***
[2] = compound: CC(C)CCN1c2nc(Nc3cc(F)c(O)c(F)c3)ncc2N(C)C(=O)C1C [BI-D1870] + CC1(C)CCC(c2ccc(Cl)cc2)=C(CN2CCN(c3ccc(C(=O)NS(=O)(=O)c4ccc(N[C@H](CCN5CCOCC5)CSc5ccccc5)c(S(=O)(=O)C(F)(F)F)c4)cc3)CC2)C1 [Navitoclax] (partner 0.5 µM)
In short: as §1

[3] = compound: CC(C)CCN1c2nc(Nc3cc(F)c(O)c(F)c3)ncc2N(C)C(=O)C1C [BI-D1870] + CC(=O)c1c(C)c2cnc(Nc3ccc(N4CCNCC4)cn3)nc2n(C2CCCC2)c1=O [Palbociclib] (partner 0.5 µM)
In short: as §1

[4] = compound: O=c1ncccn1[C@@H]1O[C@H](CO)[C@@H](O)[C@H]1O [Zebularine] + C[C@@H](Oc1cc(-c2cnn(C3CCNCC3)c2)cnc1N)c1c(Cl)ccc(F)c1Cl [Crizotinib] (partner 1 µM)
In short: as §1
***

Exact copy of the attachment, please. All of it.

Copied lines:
[2] = compound: CC(C)CCN1c2nc(Nc3cc(F)c(O)c(F)c3)ncc2N(C)C(=O)C1C [BI-D1870] + CC1(C)CCC(c2ccc(Cl)cc2)=C(CN2CCN(c3ccc(C(=O)NS(=O)(=O)c4ccc(N[C@H](CCN5CCOCC5)CSc5ccccc5)c(S(=O)(=O)C(F)(F)F)c4)cc3)CC2)C1 [Navitoclax] (partner 0.5 µM)
In short: as §1

[3] = compound: CC(C)CCN1c2nc(Nc3cc(F)c(O)c(F)c3)ncc2N(C)C(=O)C1C [BI-D1870] + CC(=O)c1c(C)c2cnc(Nc3ccc(N4CCNCC4)cn3)nc2n(C2CCCC2)c1=O [Palbociclib] (partner 0.5 µM)
In short: as §1

[4] = compound: O=c1ncccn1[C@@H]1O[C@H](CO)[C@@H](O)[C@H]1O [Zebularine] + C[C@@H](Oc1cc(-c2cnn(C3CCNCC3)c2)cnc1N)c1c(Cl)ccc(F)c1Cl [Crizotinib] (partner 1 µM)
In short: as §1